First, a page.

- You can get medical alert UK bands for your child to wear, which states the allergy they have. Some have symbols of allergens rather than words so they can be recognised anywhere.
- The JEXT app has on-the-go support as well as phrases in various languages
Whether you are flying on going on a long coach or train journey you might want to contact the operator to alert them to your child’s food allergy.
Make sure you wipe down any seats or tables before your child sits down to avoid cross-contamination.
Ensure your child’s medication is easily accessible in hand luggage and not buried at the bottom of a suitcase.
Kyle Dine is the founder of Equal Eats which creates allergen translation cards to support people with food allergies when they travel abroad. This is his story about falling in love with foreign adventure”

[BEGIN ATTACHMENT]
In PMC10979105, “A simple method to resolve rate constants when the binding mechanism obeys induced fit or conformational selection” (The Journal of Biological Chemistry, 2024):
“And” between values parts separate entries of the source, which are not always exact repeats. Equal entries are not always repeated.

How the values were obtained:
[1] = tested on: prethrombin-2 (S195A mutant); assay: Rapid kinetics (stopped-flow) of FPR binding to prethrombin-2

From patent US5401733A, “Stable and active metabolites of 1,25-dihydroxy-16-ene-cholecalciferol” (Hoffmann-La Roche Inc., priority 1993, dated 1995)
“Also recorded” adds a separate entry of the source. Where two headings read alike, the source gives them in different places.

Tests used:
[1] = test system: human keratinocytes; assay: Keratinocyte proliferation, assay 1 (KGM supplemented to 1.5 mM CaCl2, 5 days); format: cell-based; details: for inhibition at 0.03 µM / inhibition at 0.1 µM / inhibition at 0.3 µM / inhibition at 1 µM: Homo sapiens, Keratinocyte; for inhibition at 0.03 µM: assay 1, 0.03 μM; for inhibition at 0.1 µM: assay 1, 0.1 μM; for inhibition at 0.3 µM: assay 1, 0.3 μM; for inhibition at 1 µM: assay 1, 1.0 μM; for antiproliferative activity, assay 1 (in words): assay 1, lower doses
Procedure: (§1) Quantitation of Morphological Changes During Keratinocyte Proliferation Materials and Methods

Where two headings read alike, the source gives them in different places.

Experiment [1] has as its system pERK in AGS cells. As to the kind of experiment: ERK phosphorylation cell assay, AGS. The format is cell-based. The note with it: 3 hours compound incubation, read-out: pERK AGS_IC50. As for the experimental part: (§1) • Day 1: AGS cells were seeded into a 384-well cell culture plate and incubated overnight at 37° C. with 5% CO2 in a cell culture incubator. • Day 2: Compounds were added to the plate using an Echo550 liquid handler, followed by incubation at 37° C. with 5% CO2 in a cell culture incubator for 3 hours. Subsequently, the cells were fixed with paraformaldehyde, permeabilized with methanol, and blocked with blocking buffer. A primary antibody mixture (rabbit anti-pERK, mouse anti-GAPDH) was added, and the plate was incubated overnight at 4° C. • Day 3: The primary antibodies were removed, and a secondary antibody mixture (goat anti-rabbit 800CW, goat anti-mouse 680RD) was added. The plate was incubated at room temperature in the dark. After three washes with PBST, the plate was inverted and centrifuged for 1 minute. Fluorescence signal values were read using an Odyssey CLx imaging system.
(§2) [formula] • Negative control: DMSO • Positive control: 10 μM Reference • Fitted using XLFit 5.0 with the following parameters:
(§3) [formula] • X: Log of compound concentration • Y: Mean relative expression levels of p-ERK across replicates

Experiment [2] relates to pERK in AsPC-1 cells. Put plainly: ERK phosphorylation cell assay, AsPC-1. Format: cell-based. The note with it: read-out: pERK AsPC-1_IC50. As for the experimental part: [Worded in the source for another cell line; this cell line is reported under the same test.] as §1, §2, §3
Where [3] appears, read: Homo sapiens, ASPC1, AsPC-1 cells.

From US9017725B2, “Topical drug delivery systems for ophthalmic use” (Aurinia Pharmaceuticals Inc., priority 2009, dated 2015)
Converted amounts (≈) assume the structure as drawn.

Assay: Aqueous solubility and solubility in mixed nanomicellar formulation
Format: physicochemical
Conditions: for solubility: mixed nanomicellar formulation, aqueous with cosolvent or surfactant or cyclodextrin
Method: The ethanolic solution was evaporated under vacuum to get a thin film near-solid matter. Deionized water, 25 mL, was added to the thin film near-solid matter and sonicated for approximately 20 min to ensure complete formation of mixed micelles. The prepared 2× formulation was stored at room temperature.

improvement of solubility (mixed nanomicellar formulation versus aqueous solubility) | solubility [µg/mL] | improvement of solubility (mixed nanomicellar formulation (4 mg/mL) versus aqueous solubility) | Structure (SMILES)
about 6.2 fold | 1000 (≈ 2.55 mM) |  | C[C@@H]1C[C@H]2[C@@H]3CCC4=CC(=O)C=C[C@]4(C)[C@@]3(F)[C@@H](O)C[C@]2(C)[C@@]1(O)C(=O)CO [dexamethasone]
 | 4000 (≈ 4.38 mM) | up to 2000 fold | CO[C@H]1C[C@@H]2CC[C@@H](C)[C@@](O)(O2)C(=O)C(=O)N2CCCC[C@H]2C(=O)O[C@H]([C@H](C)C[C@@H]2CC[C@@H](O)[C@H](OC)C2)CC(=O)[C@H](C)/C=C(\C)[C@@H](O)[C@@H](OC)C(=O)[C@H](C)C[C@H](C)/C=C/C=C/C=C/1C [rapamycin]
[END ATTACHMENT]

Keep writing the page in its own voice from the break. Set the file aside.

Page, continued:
“I’ve lived with multiple food allergies to peanut, tree nuts, egg, seafood and mustard for over 30 years. I was a homebody for half of my life until I finally took the plunge to travel internationally in my early 20’s. It changed my life. It opened my eyes to the wonders of travel, the richness of new cultures and the beauty of geography that I had never experienced growing up in suburban life. It made me realise that I had provided a convenient, yet self-depriving narrative for years, that travel was just too difficult with food allergies. In fact, it was doable, but it just took some extra work, planning and diligence. I’ve since travelled to incredible places including China, Morocco, Saint Lucia and Cuba. All of which I approached with a strategy of control. I brought a lot of my own food. I purchased basic pre-packaged food (e.g. rice). I communicated my allergens effectively with translated chef cards. This gave me peace of mind so I could enjoy traveling for the things I appreciate – culture, history, geography and wildlife. When you shift your perspective from cuisine, you start to realize that it plays such a small role in having amazing travel experiences. You can do it too!”